About your Search

20120901
20120930
Search Results 0 to 3 of about 4
us is mark ginsberg former ambassador to morocco. good morning, ambassador. >> good morning. >> how troubling is this to you, sir? >> oh, it's extremely troubling. i know libya well. i obviously know north africa well. the fact that a colleague in the foreign service and other members of the consulate may have been killed on a premeditated attack on a consulate is extraordinarily disturbing. it's the first u.s. ambassador that has lost his life in the line of duty since 1979. benghazi has been particularly troublesome to the central libyan government. it has always been the hotbed of islamic extremism in libya. we cannot underestimate the travails that the libyan government still has in trying to consolidate control over the country and the fact of the matter is, is that there are extremist elements operating in eastern benghazi and this clearly had to be a premeditated attack on the consulate and it's just a terrible shame because chris was one of the greatest arabist diplomats in the region, someone who dedicated many years to helping to consolidate freedom in libya. he worked in
. >> john: thank you. ruth ginsberg is 131 years old -- >> but she doesn't look a day over 35. >> john: that's right. even if you are a republican you just show up and vote on the first wednesday of november all right? [ laughter ] >> john: let's go to paul in nevada. good morning, you are on the "stephanie miller show." >> caller: good morning, john, frank, and it's a real pleasure to talk to you, kelly. i loved your father i thought he was acutely cognizant and was not fooled by the smoke and mirrors. >> john: and neither are the listeners to "stephanie miller show." >> he had an experience with coke and mirrors, but -- [ laughter ] >> caller: that was a good one. >> well done frank. >> caller: the quip of romney having his birther joke there were nuns in the background that were having a huge laugh on that. >> john: as a child of a former nun i was embarrassed by that. >> caller: yeah. and i originally am from washington, d.c., and i sew george carlin at the constitution hall, it was one of the best moments of my life, because i loved george carlin i always thou
published their first major books within weeks of each other. i follow that with allen ginsberg, james baldwin, christopher isherwood, tennessee williams was also working at this time too, this is like the first wave, and they caught a lot of grief for what they wrote. right after world war ii, homosexuality was illegal in all 48 states. you couldn't talk openly as a gay person. but you could write fiction about it and say i'm not writing about myself, i'm writing about these other people who are fictional. everybody saw through this white lie and understood what was going on. but they caught a little use from critics about it. the critics couldn't say, oh, you're clearly a homosexual, that would've been liable at this time. they found other ways to kind of complaint and attack and criticize. this first-generation caught a lot of great rema so how explicit are open could a james baldwin be or a christian be? >> they were initially very open. the second novel, giovanni's room, is about -- it's about two white men in paris, one of the great black american writers. before his second novel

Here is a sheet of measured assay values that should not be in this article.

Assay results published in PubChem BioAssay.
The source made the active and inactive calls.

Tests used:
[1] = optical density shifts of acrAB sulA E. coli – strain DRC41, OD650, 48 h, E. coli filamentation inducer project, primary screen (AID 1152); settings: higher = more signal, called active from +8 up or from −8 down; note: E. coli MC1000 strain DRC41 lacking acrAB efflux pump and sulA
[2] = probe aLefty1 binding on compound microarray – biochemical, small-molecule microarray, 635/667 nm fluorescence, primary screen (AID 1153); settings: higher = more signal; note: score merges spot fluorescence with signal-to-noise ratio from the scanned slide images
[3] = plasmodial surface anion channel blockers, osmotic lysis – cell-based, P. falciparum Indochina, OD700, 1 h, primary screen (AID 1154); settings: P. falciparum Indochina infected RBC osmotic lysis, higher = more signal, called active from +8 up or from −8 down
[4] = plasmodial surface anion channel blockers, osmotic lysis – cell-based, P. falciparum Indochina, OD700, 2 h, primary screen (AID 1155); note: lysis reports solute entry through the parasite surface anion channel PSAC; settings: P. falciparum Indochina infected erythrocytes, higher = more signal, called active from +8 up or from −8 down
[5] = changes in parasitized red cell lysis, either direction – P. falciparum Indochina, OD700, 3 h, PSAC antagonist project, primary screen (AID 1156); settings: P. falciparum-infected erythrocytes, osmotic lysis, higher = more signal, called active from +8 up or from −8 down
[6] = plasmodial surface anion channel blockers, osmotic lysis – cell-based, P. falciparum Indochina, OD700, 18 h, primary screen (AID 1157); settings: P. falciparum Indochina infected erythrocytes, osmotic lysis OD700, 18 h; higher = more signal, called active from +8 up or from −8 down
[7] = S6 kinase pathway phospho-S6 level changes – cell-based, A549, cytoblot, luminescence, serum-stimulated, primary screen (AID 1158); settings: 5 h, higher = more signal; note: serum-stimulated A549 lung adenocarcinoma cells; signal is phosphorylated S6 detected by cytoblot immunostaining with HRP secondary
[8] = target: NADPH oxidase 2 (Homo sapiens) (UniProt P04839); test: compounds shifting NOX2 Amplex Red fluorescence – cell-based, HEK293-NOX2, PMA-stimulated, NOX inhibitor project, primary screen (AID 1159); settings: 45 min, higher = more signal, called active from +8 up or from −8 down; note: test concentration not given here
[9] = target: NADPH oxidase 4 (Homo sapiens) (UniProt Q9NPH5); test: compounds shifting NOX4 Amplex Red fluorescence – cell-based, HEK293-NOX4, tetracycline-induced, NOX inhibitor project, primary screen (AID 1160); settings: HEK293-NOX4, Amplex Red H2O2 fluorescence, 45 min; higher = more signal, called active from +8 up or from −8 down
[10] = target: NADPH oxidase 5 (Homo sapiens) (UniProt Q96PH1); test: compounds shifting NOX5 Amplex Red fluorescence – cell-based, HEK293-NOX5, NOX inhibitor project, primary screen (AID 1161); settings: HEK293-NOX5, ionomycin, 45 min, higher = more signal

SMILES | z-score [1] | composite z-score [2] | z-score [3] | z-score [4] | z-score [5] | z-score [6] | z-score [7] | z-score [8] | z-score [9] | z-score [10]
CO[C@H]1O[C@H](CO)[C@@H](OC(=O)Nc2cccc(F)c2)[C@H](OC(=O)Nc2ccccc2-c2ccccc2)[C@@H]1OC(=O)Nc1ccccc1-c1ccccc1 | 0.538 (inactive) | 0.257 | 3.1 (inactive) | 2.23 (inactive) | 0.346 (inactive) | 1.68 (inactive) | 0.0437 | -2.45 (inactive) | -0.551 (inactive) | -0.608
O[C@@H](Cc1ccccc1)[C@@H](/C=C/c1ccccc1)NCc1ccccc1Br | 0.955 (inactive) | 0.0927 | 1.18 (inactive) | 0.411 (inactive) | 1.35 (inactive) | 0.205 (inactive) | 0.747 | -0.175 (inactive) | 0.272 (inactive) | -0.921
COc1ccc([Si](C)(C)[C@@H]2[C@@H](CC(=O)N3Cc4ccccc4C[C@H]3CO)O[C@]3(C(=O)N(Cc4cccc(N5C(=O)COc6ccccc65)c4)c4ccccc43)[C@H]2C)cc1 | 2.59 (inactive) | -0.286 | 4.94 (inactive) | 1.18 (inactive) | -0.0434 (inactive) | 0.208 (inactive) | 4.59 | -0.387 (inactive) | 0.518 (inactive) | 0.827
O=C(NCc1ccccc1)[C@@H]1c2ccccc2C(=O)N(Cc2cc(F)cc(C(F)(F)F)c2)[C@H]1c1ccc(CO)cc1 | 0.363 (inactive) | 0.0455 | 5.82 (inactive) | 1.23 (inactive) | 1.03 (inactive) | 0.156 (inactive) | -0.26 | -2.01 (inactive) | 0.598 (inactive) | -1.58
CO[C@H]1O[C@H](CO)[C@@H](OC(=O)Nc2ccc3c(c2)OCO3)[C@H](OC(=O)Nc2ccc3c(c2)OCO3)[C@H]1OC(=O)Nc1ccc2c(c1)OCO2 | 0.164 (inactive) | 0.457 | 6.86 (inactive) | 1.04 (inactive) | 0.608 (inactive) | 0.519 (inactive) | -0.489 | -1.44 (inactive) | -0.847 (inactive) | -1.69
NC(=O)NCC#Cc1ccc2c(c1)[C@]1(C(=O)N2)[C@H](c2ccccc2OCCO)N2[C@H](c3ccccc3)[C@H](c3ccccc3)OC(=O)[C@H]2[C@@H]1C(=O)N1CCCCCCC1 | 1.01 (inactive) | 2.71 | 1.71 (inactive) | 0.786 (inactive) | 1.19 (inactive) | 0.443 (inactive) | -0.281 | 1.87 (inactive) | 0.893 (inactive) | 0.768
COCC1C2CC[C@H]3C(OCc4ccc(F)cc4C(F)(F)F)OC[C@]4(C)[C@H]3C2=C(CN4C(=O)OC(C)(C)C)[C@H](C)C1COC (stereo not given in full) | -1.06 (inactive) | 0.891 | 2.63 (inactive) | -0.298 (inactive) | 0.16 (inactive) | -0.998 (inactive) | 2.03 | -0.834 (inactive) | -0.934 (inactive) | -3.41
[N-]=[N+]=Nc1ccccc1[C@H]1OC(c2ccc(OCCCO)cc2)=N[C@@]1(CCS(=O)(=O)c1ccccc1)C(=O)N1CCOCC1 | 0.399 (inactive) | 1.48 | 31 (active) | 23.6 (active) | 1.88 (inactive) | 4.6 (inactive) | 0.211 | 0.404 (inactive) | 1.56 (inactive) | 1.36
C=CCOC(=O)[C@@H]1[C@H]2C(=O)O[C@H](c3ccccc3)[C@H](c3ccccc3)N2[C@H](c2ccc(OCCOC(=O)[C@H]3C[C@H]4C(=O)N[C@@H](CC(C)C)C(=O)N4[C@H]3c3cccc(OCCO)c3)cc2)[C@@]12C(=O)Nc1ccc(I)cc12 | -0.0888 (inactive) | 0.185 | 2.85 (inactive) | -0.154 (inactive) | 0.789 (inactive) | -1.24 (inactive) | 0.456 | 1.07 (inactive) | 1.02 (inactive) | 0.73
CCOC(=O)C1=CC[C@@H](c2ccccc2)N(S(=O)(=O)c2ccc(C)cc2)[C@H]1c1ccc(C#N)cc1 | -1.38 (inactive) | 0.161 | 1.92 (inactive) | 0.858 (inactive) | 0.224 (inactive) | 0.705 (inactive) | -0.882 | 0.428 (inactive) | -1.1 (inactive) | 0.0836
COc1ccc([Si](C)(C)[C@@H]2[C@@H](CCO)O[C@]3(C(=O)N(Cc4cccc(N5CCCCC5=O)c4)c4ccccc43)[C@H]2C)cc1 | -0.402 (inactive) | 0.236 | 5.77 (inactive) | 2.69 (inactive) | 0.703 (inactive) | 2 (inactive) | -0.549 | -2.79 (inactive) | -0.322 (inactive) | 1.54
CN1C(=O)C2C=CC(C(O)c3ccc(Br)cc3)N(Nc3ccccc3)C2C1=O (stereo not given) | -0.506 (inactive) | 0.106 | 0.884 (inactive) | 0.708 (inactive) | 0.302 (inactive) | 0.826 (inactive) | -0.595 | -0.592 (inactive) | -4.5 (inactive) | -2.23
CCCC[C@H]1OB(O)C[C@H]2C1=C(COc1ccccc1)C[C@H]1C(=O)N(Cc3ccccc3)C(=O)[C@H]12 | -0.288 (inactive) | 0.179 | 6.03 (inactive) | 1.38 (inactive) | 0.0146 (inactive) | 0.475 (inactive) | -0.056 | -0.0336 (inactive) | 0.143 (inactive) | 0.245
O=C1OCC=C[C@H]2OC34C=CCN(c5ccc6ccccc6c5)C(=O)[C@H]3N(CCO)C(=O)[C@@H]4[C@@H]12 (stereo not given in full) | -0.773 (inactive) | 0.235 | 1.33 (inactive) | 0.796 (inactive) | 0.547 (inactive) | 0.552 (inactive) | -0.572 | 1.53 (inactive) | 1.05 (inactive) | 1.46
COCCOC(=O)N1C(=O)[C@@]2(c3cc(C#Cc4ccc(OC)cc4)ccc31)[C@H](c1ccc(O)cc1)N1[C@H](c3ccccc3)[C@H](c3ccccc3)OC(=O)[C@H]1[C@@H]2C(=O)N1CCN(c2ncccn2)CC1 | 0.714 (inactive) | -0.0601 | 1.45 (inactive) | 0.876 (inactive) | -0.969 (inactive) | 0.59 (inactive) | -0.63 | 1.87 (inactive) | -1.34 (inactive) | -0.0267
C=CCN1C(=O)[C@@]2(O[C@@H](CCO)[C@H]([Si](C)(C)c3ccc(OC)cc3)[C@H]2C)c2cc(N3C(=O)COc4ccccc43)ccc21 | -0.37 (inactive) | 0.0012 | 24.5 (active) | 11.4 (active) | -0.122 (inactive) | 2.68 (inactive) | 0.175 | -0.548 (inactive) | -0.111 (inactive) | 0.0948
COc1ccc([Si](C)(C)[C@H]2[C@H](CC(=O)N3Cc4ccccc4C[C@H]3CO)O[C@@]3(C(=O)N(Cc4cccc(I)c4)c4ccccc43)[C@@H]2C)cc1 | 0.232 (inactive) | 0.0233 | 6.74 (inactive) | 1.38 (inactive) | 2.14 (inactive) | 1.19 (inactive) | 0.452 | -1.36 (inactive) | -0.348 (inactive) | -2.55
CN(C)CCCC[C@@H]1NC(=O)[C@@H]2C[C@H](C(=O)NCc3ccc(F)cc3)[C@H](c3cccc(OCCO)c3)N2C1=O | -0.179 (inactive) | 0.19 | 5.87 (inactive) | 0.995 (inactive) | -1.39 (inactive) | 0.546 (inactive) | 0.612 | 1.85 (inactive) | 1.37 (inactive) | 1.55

ginsberg when she retires for example. you want to know if there's any practical experience, and the obama at the lustration has declined to defend the defense of marriage act. present romney might decide he would defend the constitutionality of that statute. it does seem like that has a lot of salience and presidential debates. i.t. think it will not happen. here is why. no major national political figure has attacked as publicly since 1996 or before. it is remarkable. the republicans were seeing some political profit in attacking affirmative action given the polls. they do not do it anymore. john kerry said maybe it is time to stop these racial preferences. the democratic leadership council was inching down that road. that is all gone. this is why we get so demonized if we ever raise our voices against affirmative action. part of it was there was an incredibly bitter campaign in california over proposition 29 which banned racial preferences in state programs in 1996. really bitter. i think it is fair to say there is an awful lot of demonizing going on against the supporters of propositio
Search Results 0 to 3 of about 4

Terms of Use (10 Mar 2001)